Growing economic disparity in the US : assessing the problem and the policy options
Distributional changes in the U.S. in recent decades represent a fundamental shift in the allocation of economic resources as both income and wage disparities have widened and the level of real income and earnings at the bottom of the scale has declined. This paper provides an overview of the recent trends in income inequality in the U.S., reviews the factors that are behind the significant distributional changes, and provides a menu of policy options for addressing the new inequality. The analysis focuses on a series of possible policy objectives in light of the nature of the distributional shifts, and a framework for thinking about the range of policy options available given those objectives. Options include reliance on macroeconomic and fiscal policies, as well as initiatives targeting labor markets, human capital investments and family decisionmaking.
Originally published in: The Inequality Paradox: Growth of Income Disparity, James A. Auerbach and Richard S. Belous, eds., Washington, D.C.: National Policy Association, 1998, pp. 239-259.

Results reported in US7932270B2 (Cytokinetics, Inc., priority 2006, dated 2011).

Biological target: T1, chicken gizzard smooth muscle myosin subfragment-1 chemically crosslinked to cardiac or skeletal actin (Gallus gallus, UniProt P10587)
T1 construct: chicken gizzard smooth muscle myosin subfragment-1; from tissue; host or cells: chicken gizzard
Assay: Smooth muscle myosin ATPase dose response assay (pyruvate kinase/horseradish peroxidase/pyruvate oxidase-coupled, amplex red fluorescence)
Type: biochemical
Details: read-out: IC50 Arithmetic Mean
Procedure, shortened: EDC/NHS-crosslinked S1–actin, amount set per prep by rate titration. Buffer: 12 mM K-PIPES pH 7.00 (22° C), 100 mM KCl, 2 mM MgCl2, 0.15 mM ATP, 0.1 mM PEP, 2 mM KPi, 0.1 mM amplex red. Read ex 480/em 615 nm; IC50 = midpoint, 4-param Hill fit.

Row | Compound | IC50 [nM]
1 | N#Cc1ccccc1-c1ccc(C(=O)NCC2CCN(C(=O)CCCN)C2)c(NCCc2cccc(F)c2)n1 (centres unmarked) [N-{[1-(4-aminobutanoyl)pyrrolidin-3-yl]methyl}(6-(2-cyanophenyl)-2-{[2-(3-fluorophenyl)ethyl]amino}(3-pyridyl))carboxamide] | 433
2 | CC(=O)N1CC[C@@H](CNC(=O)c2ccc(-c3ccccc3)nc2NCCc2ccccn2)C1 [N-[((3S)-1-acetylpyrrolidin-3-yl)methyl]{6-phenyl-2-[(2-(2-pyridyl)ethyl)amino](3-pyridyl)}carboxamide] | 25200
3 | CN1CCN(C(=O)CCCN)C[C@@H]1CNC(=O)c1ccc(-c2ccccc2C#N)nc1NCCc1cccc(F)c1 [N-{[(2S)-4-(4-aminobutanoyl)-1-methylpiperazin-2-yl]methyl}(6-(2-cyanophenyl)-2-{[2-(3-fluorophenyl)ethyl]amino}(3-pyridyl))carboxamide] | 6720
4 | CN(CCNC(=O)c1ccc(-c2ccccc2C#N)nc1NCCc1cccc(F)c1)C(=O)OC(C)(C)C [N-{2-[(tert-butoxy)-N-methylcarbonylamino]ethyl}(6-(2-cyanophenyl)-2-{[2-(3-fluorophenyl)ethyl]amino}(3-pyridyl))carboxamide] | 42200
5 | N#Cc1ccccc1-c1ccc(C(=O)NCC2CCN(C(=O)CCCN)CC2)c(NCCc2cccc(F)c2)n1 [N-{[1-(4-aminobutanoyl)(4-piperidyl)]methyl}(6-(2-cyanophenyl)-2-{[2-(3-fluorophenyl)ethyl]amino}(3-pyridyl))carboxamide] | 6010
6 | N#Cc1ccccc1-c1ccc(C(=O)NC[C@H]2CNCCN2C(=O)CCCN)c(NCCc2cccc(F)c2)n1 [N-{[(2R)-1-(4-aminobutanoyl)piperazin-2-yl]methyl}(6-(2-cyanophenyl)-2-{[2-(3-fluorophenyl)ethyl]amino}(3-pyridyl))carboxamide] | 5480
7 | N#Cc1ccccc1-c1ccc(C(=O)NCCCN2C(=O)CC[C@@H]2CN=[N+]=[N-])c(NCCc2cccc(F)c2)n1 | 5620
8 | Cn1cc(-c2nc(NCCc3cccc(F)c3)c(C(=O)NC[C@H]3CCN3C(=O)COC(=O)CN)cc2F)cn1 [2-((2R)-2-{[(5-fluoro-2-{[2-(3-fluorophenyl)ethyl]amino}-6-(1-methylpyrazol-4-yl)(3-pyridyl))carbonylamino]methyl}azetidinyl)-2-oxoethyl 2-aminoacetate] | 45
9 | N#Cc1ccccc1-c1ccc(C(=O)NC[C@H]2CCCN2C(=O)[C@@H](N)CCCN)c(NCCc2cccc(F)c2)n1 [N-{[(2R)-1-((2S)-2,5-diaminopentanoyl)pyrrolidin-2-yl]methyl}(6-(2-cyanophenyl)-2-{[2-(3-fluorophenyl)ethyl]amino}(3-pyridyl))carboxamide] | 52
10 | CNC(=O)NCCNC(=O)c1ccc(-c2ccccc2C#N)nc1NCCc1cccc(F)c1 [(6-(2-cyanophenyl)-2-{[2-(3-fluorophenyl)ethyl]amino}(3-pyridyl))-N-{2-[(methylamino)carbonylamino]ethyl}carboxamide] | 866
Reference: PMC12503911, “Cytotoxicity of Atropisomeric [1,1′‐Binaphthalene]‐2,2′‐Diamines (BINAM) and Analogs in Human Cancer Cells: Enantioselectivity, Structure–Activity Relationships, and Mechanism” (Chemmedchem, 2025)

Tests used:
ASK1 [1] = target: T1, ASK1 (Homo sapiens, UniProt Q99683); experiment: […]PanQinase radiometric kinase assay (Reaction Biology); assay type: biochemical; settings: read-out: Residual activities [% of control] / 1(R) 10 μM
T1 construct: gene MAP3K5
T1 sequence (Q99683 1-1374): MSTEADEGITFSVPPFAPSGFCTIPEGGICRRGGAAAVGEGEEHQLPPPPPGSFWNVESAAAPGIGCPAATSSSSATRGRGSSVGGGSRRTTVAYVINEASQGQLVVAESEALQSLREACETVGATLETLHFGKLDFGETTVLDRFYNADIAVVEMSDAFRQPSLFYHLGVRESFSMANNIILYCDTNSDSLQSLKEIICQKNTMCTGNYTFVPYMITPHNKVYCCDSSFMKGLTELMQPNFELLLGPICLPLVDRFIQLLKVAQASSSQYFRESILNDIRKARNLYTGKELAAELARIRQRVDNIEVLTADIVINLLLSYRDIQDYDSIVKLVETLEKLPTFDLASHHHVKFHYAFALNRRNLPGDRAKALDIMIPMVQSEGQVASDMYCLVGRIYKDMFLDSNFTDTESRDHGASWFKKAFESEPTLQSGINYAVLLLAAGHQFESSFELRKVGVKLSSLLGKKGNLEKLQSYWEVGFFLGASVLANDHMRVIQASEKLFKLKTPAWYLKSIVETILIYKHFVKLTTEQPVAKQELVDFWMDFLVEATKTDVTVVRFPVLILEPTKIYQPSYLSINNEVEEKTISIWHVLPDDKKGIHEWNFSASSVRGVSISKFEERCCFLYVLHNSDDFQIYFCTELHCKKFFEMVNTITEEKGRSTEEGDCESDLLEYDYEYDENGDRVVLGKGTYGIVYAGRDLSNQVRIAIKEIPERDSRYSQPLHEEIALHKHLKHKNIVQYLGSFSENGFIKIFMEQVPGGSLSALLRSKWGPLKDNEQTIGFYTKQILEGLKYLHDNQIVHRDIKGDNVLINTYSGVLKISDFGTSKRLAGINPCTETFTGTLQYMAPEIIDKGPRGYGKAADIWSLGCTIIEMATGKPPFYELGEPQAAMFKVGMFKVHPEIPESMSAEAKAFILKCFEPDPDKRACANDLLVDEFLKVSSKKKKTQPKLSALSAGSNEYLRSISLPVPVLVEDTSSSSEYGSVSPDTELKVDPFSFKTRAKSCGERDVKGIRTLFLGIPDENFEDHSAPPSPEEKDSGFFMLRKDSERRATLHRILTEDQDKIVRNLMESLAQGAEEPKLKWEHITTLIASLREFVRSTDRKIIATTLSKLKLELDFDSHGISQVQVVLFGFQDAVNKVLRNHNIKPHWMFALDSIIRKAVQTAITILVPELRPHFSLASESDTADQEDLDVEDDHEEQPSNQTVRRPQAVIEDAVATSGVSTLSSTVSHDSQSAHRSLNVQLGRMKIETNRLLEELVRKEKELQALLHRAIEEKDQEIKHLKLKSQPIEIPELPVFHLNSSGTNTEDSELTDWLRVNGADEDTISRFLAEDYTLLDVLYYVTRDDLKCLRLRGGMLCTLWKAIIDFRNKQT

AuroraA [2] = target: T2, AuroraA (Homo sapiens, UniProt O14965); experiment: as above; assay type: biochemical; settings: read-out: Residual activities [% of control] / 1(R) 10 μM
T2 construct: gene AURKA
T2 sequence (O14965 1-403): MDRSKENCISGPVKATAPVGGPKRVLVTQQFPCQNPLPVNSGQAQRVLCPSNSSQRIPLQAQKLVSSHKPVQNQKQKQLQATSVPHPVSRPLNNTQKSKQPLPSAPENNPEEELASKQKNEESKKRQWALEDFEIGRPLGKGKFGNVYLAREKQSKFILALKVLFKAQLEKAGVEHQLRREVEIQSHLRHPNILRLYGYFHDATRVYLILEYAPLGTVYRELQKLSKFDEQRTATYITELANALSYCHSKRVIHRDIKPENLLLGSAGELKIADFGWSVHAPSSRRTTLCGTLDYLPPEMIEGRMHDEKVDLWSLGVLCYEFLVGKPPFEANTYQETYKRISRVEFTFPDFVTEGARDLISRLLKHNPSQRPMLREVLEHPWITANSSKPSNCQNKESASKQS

This report is part of the RAND Corporation Reprint series. The Reprint was a product of the RAND Corporation from 1992 to 2011 that represented previously published journal articles, book chapters, and reports with the permission of the publisher. RAND reprints were formally reviewed in accordance with the publisher's editorial policy and compliant with RAND's rigorous quality assurance standards for quality and objectivity. For select current RAND journal articles, see External Publications.
This document and trademark(s) contained herein are protected by law. This representation of RAND intellectual property is provided for noncommercial use only. Unauthorized posting of this publication online is prohibited; linking directly to this product page is encouraged. Permission is required from RAND to reproduce, or reuse in another form, any of its research documents for commercial purposes. For information on reprint and reuse permissions, please visit www.rand.org/pubs/permissions.
The RAND Corporation is a nonprofit institution that helps improve policy and decisionmaking through research and analysis. RAND's publications do not necessarily reflect the opinions of its research clients and sponsors.